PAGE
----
Lukas Moodysson’s A Hole in My Heart (2004)

a hole in my heart
Eric (Björn Almroth) is a weird troubled kid living with his father Rickard (Thorsten Flinck) an amateur porn actor. Eric spends most of his days cooped up in his dark room listening to industrial rock, doing nothing. While Eric is trying to do anything to avoid his father and not hear him having sex in the living-room, Rickard is concerned that his son is drifting away from him, not respecting him. Geko (Goran Marjanovic), Rickard’s colleague, tries to reassure him. Things start to get out of hand when Tess (Sanna Bråding) an aspiring porn star visits their home to shoot a double penetration scene. The home, isolated from the rest of the world, becomes a microcosmos of its own and everyone seems to be loosing their mind. 

After his masterpiece Lilya 4-Ever Lukas Moodysson decides to make his first non-linear, almost surreal film, that would then culminate in Container, his even more extremely abstract black & white essay. A Hole in My Heart (original title: Ett hål i mitt hjärta) is about the decadence of humanity as a whole and how perverse the human being is. If the protagonists are shooting the content that they are, it is because there is a wide audience of people all around the world ready to consume it. At the end of the day, we (the audience, the people) are accomplices in their crimes and their depravity, whether we admit it to ourselves or not. We can look down at the people in this film and judge them, but at the end of the day we’re not any better.

Personally, I enjoyed this film for its different approach and because it tackles a sensitive subject (pornography). Beyond its message the film is interesting on a visual level as well. Four people worked on the cinematography, the look, of this film. The image is distorted, the camera moves most unorthodoxly and the editing is frenetic to say the least. All of this serves the purpose of giving the film an insane look, as if we were allowed a glimpse inside the mind of a crazy person tripping on acid. At the end of the film, we could interpret everything as a dream, but for me that would be too easy. Not that it would take anything away from the strange beauty of the film. Moodysson, as always, is interested in capturing the pulse of our society: Pop music and pop culture, juxtaposing art and dirt and what lies at the heart of humanity.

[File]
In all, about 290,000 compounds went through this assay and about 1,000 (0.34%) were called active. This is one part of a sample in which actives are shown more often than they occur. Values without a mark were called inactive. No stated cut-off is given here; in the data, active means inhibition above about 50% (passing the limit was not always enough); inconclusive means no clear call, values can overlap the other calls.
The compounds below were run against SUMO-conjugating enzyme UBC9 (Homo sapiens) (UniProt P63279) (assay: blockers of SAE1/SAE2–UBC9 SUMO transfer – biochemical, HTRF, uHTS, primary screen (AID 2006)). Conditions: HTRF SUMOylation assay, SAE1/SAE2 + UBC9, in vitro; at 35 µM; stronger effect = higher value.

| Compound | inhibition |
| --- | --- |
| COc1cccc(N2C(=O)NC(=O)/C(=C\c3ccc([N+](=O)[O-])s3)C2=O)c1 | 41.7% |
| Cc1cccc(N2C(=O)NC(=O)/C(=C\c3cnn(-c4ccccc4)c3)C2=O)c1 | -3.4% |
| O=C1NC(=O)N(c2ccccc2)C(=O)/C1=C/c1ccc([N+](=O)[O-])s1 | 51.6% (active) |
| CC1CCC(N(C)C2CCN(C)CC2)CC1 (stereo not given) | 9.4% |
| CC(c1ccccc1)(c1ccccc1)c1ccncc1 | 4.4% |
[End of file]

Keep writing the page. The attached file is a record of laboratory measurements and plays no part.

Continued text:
A little warning: Know that the sex scenes are very explicit, there are some disturbing images and the film’s tone in general is raw and not easy to digest. Also, if you’re looking for a straight story: This film is very open to interpretation and does not offer an univocal reading. I recommend this film, because of its non-judgmental approach. The only thing I disliked was the character of Eric (the son), my favorite part is the art house Pan-European feel. Yes, it is set in Sweden, but the story could be taking place anywhere in Europe really.

Rating on First Viewing
(on my laptop)
7 out of 10

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One comment

  1. Pingback: ‘Good’ Movies You Watched Last Week? | black is white

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